Best Paleo Chili Ever

Chili is so perfect for winter. It is hearty, nutritious and uber easy to make. This December I made one of my best batches yet. Here is what I did:

Ingredients:

  • 2 lbs of grassfed beef, ground
  • 2 6 oz. cans organic tomato paste (Trader Joe’s)
  • 1 14.5 oz can diced organic tomatoes (Trader Joe’s)
  • 3 bell peppers, varying colors
  • 10 carrot sticks, organic, about 8 in. long (Trader Joe’s; 1 bag)
  • 2 cups of spinach
  • 1/2 medium yellow onion
  • Spices – 3 T cumin, 2 T chili powder, 1 tsp salt, 1 T pepper, 1/2 T crushed red peppers, 1 T oregano, 1 T paprika – all measurements depend on your taste.
  • 1/2 cup Franks Red Hot sauce (yes, you read that right)

Method:

Place slow cooker on high. Once warm throw in the half diced yellow onion, followed by the can of diced tomatoes. Add in the meat. Let cook for about 30 minutes.

During the 30 minutes, chop the bell peppers and all but 3 stalks of carrots into 1 inch pieces. Turn the slow cooker to low and add the bell peppers, carrots, tomato paste, spices and hot sauce. Stir until spices and tomato paste are evenly distributed.

Let the chili cook for 8-10 hours on low, stirring occasionally. Once you get to the end of the process, turn off the heat, add 3 stalks of chopped carrots and the spinach.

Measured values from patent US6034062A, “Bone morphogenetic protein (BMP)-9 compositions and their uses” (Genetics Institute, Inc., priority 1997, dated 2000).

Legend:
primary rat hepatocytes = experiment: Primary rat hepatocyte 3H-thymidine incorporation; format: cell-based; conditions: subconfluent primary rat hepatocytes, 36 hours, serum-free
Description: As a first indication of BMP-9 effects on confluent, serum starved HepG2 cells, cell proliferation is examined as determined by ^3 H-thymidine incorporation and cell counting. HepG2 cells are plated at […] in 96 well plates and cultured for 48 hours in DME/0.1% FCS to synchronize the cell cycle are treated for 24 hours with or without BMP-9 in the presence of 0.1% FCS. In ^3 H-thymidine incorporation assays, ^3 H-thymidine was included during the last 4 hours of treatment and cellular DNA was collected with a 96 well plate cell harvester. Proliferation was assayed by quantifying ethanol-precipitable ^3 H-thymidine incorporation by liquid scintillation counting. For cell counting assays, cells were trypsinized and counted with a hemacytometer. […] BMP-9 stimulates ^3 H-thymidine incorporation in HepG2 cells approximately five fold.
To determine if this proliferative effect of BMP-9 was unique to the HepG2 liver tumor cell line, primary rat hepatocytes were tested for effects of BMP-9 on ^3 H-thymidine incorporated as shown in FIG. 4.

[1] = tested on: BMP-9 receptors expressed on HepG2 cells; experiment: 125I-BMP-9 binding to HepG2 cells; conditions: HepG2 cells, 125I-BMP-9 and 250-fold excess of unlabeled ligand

I like the variable (crunchy) texture and that is why I add more carrots at the end of the cooking process. As well, adding the spinach provides a more nutrient-dense punch to the meal. Vitamin C can easily be damaged with heat and that is why it is added at the end.

Once cool store half of the chili in your refrigerator and the other half in your freezer, so you have something healthy to eat next month when your time is tight.

Cheers to you and good health,

Kel

Nutrient Dense: Slow-Cooker Chicken Vegetable Soup

This soup, by far, has been  the best chicken soup I have ever HAD and made. Pure deliciousness.

Ingredients:

  • 1/2 T of coconut oil, or grassfed butter
  • 1 chicken breast, free range, skin and bones
  • 2 drum sticks, free range, skin on, bones in
  • 4 cups, gluten free chicken broth, enough to cover the soup ingredients
  • 1/2 tsp garlic, minced, add more if your prefer
  • 1/2 yellow onion, add more if you want the soup to be sweeter
  • 7 carrots stalks, chopped
  • 1 celery heart, ~10 stalks,  chopped
  • 2 tsp oregano
  • 1/2 T rosemary
  • 3 bay leaves
  • Splash of lemon juice
  • sea salt
  • pepper

Directions:

  • Turn slow-cooker on to high. Add coconut oil or butter.
  • Add in the garlic and onion and let it heat up and the flavors marry before adding the chicken (5-8 minutes). Place in the chicken.
  • Begin chopping and prepping all other ingredients. Add all ingredients, including broth and spcies.